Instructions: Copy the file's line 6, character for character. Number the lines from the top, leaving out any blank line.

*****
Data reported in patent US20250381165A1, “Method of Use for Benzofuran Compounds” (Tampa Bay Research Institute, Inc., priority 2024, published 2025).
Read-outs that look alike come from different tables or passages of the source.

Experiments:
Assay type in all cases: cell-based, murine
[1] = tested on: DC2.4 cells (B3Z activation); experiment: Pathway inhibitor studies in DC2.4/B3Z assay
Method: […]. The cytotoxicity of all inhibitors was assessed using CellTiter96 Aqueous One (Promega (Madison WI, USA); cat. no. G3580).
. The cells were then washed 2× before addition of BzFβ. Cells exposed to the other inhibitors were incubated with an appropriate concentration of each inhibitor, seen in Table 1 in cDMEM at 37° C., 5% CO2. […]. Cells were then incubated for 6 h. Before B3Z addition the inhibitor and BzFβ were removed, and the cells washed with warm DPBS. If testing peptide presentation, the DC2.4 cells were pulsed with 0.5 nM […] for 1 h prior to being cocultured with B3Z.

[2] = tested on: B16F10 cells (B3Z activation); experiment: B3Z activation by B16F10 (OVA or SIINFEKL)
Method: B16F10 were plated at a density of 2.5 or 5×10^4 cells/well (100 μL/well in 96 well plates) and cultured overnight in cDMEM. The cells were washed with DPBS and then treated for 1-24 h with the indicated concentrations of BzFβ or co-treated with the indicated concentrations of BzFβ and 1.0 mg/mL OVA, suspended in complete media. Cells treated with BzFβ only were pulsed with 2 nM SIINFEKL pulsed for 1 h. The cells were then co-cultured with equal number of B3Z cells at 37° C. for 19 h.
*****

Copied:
Method: […]. The cytotoxicity of all inhibitors was assessed using CellTiter96 Aqueous One (Promega (Madison WI, USA); cat. no. G3580).